Take a Closer Look at `Iraqgate'
IS scandal starting to seep out beneath the doors of the Bush administration?
Until recently, accusations that the administration engaged in a coverup regarding its policy toward Iraq before the Gulf war were the largely unheeded cries of a few voices in the wilderness - primarily those of Rep. Henry Gonzalez (D) of Texas, chairman of the House Banking Committee, and New York Times columnist William Safire.
But the ranks of those questioning the administration's actions are swelling. In light of recent events, they deserve to be heard.What some people are calling "Iraqgate" involves two issues. The first is a policy question: Did the Bush team go too far in trying to build bridges to Saddam Hussein in 1989-90?
The administration's goal - to strengthen Iraq as a counterbalance to Iran in the Gulf region - was an extension of US policy for a decade. But critics charge that the administration unreasonably pursued the policy despite mounting evidence that Saddam was using US financial credits and dual-use technology to build both his conventional war machine and, more ominously, weapons of mass destruction.
The second Iraqgate issue is narrower than this broad policy debate, but in some respects it's more troubling. It goes not just to questions of policy, but also to questions of integrity.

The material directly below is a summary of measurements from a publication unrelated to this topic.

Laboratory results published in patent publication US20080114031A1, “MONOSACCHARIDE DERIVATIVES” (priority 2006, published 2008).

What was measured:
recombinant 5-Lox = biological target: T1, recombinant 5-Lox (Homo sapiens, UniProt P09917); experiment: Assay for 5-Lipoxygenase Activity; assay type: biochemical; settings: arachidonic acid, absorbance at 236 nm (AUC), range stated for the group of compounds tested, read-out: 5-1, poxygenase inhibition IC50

Has the Bush administration tried to cover up proof that it kept aiding Iraq despite knowledge that Saddam was misapplying US resources? The query centers on a prosecution in Atlanta involving an Italian bank, the Banca Nazionale del Lavoro (BNL).
A federal investigation in 1989 revealed that BNL's Atlanta branch had illegally channeled billions of dollars (including funds guaranteed under US agricultural programs) to Iraq. The US attorney's office in Atlanta recently let the branch manager, Christopher P. Drogoul, plead guilty, accepting his claim that he pulled off the fraud without the knowledge of superiors in Rome.
In a rare move, however, a federal judge in Atlanta turned Mr. Drogoul's sentencing hearing into a lengthy probe of the government's prosecution. The probe unearthed evidence that Drogoul's BNL bosses knew of the fraudulent loans, that Italian government officials urged US officials in Washington to restrict the scope of the BNL prosecution, that White House and Justice Department lawyers telephoned the assistant US attorney in Atlanta who was in charge of the case, and that the CIA - possibly on Justice 's instructions - failed to disclose relevant information both to the Atlanta prosecutors and to a Senate committee.
Drogoul was allowed to withdraw his guilty plea and will stand trial, where he can raise defenses.
Congressional Democrats have called for the appointment of a special prosecutor to investigate Iraqgate. We earlier opposed that step, when the matter seemed more a foreign policy issue than a legal one. But such an appointment should be reconsidered, as the seepage increases.